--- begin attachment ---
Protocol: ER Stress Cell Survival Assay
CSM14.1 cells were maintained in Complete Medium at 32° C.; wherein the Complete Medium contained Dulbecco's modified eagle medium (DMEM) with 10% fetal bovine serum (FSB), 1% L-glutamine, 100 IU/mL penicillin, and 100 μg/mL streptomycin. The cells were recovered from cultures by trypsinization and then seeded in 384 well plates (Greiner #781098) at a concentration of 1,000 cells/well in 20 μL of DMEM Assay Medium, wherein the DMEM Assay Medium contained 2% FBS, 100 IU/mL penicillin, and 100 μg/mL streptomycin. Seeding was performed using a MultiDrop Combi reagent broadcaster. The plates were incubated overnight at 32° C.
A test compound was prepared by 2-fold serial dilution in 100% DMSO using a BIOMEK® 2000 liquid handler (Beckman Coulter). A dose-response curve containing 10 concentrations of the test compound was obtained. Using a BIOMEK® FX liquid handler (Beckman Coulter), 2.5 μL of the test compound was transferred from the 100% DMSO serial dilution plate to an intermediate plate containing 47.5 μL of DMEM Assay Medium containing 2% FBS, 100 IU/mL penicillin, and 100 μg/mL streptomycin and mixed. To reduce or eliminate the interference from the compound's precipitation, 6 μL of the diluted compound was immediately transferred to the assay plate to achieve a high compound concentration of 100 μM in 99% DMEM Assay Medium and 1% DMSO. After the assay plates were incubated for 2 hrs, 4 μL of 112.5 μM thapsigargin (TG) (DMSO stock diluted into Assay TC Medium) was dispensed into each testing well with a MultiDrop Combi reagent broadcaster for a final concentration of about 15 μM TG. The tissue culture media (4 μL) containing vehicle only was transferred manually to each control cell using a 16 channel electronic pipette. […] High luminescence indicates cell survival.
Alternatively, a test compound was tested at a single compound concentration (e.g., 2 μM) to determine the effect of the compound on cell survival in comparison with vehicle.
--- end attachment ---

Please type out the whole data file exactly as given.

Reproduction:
Protocol: ER Stress Cell Survival Assay
CSM14.1 cells were maintained in Complete Medium at 32° C.; wherein the Complete Medium contained Dulbecco's modified eagle medium (DMEM) with 10% fetal bovine serum (FSB), 1% L-glutamine, 100 IU/mL penicillin, and 100 μg/mL streptomycin. The cells were recovered from cultures by trypsinization and then seeded in 384 well plates (Greiner #781098) at a concentration of 1,000 cells/well in 20 μL of DMEM Assay Medium, wherein the DMEM Assay Medium contained 2% FBS, 100 IU/mL penicillin, and 100 μg/mL streptomycin. Seeding was performed using a MultiDrop Combi reagent broadcaster. The plates were incubated overnight at 32° C.
A test compound was prepared by 2-fold serial dilution in 100% DMSO using a BIOMEK® 2000 liquid handler (Beckman Coulter). A dose-response curve containing 10 concentrations of the test compound was obtained. Using a BIOMEK® FX liquid handler (Beckman Coulter), 2.5 μL of the test compound was transferred from the 100% DMSO serial dilution plate to an intermediate plate containing 47.5 μL of DMEM Assay Medium containing 2% FBS, 100 IU/mL penicillin, and 100 μg/mL streptomycin and mixed. To reduce or eliminate the interference from the compound's precipitation, 6 μL of the diluted compound was immediately transferred to the assay plate to achieve a high compound concentration of 100 μM in 99% DMEM Assay Medium and 1% DMSO. After the assay plates were incubated for 2 hrs, 4 μL of 112.5 μM thapsigargin (TG) (DMSO stock diluted into Assay TC Medium) was dispensed into each testing well with a MultiDrop Combi reagent broadcaster for a final concentration of about 15 μM TG. The tissue culture media (4 μL) containing vehicle only was transferred manually to each control cell using a 16 channel electronic pipette. […] High luminescence indicates cell survival.
Alternatively, a test compound was tested at a single compound concentration (e.g., 2 μM) to determine the effect of the compound on cell survival in comparison with vehicle.